Ian Griffiths

The virus causing the COVID-19 pandemic, SARS-CoV-2, is transmitted through virus-carrying respiratory droplets, which are released when an infected person coughs, sneezes, talks or breathes. Most of these droplets will fall to the ground within two metres, hence the guidelines to maintain social distancing. However, some droplets are small enough to float in the air. These droplets may remain airborne for hours and be carried throughout a room, leading to airborne transmission.

Models studying the infection risk from airborne transmission generally fall into one of two types. The first are Computational Fluid Dynamics (CFD) models, which can take into account the many complex variables such as the room size and geometry, the complex turbulent airflow and the size distribution of the aerosols. However, such models require specialised software and are computationally demanding, taking a long time to run even for small rooms. Hence, CFD models cannot be easily applied to new rooms and are not suited for rapid simulations, which are essential in a fast-evolving pandemic.

The second method to determine the infection risk is the Wells–Riley model. This model assumes that the air in the room is well-mixed, so the airborne infectious droplets are instantaneously evenly distributed throughout the room, and that they are removed by ventilation and gravity uniformly throughout the room. This assumption implies that everyone in the room is equally likely to be infected, which, in many cases, is not true. However, Wells–Riley models continue to be frequently used to inform pandemic predictions as they are easy to implement and very fast to run. Oxford Mathematician Ian Griffiths worked with Katerina Kaouri, Aaron English and Zechariah Lau from Cardiff University, in collaboration with the Welsh Government, to develop a model that bridges the gap between CFD models and Wells–Riley models. Their model is an extension to the Wells–Riley model that allows fast predictions of how the infection risk varies across the room as time evolves.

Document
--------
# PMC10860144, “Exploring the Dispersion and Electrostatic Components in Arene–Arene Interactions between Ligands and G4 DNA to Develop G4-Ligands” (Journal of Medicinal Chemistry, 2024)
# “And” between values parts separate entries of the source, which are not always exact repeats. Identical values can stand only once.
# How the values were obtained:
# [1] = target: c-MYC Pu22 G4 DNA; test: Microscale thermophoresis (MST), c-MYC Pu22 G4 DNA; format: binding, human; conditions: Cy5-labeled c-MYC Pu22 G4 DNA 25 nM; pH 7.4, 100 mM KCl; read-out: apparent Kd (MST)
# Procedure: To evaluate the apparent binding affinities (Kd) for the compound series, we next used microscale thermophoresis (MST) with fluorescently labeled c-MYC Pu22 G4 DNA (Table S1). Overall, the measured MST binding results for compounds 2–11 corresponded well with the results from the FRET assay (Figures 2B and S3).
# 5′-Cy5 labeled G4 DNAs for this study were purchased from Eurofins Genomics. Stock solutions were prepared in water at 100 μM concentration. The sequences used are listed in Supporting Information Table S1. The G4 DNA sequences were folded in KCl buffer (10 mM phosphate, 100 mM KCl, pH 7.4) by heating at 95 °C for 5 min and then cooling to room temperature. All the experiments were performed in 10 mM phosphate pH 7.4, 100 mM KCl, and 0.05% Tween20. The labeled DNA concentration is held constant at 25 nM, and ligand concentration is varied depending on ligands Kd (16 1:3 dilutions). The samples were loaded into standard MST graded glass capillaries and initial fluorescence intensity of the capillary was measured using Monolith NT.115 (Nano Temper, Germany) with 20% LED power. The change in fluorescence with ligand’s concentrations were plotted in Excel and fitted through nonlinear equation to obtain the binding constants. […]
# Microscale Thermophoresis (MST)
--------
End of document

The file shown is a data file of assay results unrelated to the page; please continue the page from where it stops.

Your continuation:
The model consists of an advection–diffusion–reaction equation, which governs the concentration of the airborne infectious droplets in the room. This equation describes the effects of the virus-carrying droplets being advected by the airflow, diffused due to turbulence, and emitted by infected people as well as being removed due to ventilation, inactivation of the virus and gravitational settling as in the Wells–Riley model.

The results of the model agree well with three real case studies: a courtroom, a restaurant and a hospital ward. Just as importantly, the model takes only a few minutes to run on a laptop computer. The work performed by the team has therefore addressed the need for a quick-to-run and efficient model that determines the spatially dependent airborne infection risk of COVID-19. In particular, when new variants of the virus are discovered, the model can quickly be updated in order to make policy recommendations.

Most recently, the team, in collaboration with industrial partners, have been exploring how air-purifiers can help mitigate the spread of COVID-19 in indoor spaces such as schools and restaurants. They aim to provide a strategy and policy recommendations for the optimal placement of air-purifiers to mimimise the infection risk in an indoor space. This strategy will be an important tool in our arsenal against the pandemic as we try to move forward to a ‘new normal’.

This work has been funded by the Welsh Government, the Royal Society and Cardiff University, and involved important discussions with Raquel González Fariña, Attila Kovács and Xander Pretty.

For more information, you can read the journal article here.

Schematic of a room configuration illustrating air recirculation generated by an air-conditioning unit.

Figure: Schematic of a room configuration illustrating air recirculation generated by an air-conditioning unit.

 

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